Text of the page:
Review by Booklist Review
Reading his late father's scrapbooks from the 1930s, Wall Street Journal Europe editor Kempe found they contained signposts about his relatives' attitudes toward and relationship with the Nazi regime. Combining his familial research with his reporter's observations of how "normal" contemporary Germany is, Kempe produces pointed perceptions on how the past continues to overhang that country. In one chapter he's chatting up the German officers and men detailed to NATO's Bosnia force; in another he's reading the postwar investigatory files the East German Stasi assembled against his great-uncle, an SA leader with a gruesome record, so repugnant Kempe only need let the files speak. The attitude toward Nazism of another uncle, a Stalingrad survivor, and of his own father, a German Morman who emigrated to the U.S. in 1927, requires more nuanced explanations: why did Father collect pro-Nazi pamphlets and clippings? Kempe's reflective journey through his extended-family's experience brings intimate immediacy to that general question of why Germans approved of or acquiesced in Hitler--and whether "bad history somehow made the Germans a better people." --Gilbert Taylor
From Booklist, Copyright (c) American Library Association. Used with permission.
Review by Publisher's Weekly Review
Two emotionally weighted projects inform Kempe's thoughtful exploration of present-day Germany. In one, Kempe, editor and associate publisher of the Wall Street Journal Europe, travels throughout Germany searching for the present and future of the country poised to regain its position at the political center of Europe. In the other, he examines his own family's links to Germany's Nazi past. The two-track structure works. Kempe, who was raised in America by German-born parents, introduces us to a fascinating array of characters: ordinary Germans who play on his basketball team; leaders of both the secular and Islamist German-Turkish community; German-born citizens who display thinly veiled racism. His personal search, meanwhile, leads him to look beyond the pro-German sympathies of his father and to uncover the past of a relative who was more involved in WWII atrocities than anybody in the family ever cared to know. Yet this is not a book that dwells on German guilt. Instead, Kempe struggles to understand how Germany understands itself as it steps back on to the center of the European stage so soon, historically speaking, after its total degeneration and defeat. He raisesÄbut does not answerÄthe question of whether Germany's regeneration is as deep as it has been rapid. (May) (c) Copyright PWxyz, LLC. All rights reserved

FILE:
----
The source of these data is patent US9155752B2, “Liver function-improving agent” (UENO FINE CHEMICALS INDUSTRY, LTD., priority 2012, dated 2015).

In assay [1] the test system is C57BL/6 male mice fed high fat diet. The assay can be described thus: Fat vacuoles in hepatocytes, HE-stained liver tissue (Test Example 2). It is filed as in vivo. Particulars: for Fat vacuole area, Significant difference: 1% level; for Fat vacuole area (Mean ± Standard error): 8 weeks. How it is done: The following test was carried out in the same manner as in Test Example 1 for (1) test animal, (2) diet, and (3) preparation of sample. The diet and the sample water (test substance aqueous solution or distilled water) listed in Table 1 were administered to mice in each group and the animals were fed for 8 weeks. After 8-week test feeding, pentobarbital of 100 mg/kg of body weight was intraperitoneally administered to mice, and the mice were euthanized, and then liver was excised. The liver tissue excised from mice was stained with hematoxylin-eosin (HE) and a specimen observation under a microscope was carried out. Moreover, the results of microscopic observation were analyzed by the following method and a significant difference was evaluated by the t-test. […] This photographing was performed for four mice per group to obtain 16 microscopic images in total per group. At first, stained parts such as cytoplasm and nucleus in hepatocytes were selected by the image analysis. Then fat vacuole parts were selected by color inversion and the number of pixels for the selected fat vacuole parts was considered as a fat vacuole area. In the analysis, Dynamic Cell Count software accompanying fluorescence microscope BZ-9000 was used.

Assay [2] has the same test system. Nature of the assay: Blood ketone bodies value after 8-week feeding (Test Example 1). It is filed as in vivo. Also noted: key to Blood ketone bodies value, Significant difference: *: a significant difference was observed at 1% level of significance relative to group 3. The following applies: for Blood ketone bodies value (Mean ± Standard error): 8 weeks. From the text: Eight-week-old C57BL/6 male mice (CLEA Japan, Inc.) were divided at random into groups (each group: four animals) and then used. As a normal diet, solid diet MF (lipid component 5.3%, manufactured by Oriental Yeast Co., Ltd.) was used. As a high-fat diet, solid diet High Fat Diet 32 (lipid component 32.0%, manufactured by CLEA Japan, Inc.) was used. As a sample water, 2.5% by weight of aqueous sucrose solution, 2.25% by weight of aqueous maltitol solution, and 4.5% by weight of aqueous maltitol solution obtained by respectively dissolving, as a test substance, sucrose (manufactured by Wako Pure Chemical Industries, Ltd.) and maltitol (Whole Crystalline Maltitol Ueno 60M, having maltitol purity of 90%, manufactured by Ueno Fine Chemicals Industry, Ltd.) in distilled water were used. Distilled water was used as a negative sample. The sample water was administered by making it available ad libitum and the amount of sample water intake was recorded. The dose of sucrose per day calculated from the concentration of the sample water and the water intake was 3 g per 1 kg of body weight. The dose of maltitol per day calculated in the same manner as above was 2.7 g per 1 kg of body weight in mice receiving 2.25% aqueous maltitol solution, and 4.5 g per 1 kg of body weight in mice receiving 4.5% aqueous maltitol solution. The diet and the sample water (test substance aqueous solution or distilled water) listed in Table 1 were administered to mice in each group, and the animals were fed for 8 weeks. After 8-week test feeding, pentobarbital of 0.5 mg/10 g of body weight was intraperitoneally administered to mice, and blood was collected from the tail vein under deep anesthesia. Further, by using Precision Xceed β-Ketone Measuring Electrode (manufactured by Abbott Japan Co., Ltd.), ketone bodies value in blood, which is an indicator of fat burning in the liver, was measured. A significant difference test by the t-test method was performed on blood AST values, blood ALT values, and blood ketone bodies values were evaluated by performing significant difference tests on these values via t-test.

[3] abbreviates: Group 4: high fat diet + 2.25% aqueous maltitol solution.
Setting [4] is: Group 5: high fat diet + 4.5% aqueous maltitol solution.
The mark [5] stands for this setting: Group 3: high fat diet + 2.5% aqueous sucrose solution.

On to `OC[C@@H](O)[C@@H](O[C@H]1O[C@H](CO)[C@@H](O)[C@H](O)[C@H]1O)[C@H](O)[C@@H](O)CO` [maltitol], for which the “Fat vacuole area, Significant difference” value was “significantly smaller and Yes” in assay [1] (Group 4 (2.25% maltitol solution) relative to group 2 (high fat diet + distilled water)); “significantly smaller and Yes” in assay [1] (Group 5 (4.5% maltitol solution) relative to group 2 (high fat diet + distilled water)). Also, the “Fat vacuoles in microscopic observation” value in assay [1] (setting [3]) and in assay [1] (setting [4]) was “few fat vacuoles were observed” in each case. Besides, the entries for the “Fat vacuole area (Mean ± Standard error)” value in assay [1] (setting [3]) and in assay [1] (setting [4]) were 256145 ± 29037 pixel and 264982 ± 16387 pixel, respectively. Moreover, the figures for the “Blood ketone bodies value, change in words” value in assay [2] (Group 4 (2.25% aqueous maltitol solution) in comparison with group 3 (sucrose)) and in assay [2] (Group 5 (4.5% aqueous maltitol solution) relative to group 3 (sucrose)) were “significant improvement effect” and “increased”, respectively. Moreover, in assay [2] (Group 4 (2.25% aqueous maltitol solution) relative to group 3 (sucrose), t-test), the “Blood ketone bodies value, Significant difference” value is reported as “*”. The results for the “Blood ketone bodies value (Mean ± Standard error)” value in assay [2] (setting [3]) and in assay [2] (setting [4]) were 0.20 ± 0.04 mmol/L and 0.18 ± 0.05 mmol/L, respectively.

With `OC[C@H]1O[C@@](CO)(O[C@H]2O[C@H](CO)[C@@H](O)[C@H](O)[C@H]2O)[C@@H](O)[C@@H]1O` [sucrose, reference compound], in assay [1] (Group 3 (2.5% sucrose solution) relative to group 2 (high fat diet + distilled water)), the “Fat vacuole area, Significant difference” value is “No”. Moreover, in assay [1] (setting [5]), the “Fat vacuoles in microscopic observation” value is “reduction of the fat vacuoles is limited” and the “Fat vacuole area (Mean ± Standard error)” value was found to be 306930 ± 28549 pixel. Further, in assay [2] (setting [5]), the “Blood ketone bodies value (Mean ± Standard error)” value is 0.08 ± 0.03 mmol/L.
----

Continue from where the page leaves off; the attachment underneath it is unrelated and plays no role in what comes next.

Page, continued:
(c) Copyright PWxyz, LLC. All rights reserved
Review by Kirkus Book Review
A joy to read, in fact, a book so good one doesn't want it to end. Kempe, editor and associate publisher of the Wall Street Journal Europe (Siberian Odyssey: A Voyage into the Russian Soul, 1992), has written an engrossing account of the new Germany of the 1990s while delving deeply into his own German-American history, a history in which he discovers some disturbing evidence that his family, like so many others in Germany, is tainted by its Nazi connections. The account that ensues includes fascinating portrayals of casual acquaintances and intimate friends Kempe has made through years of working as a foreign correspondent. It's through interviews with these associates that Kempe explores to what degree Germans are different today than before their historic reunification. Through that significant event, as well as the NATO dispatch of German soldiers to Bosnia and Germany's support for the euro, Kempe tries to answer questions of Germany's normality, and how Germans live on a daily basis with the burden of their Holocaust-laden history. He shows in detail how Jews have come back to Germany over the years. He also addresses how Turks, the largest minority in Germany, struggle with acceptance in a land of opportunity and promise that is at times also a land of bigotry and violence. The questions of Germany's role in the new Europe, as an economic powerhouse in the global economy, and as a bulwark of democracy, are deftly handled. For Kempe, the links to America are crucial to Germany's continuance on the road to normality. Kempe has written a piece of contemporary history as it should be written, in clear, engaging prose, and with judicious and sensible arguments. He has expertly handled the history of modern Germany, and given us insights into the German soul, including his own, that are crucial for an understanding of our modern world.
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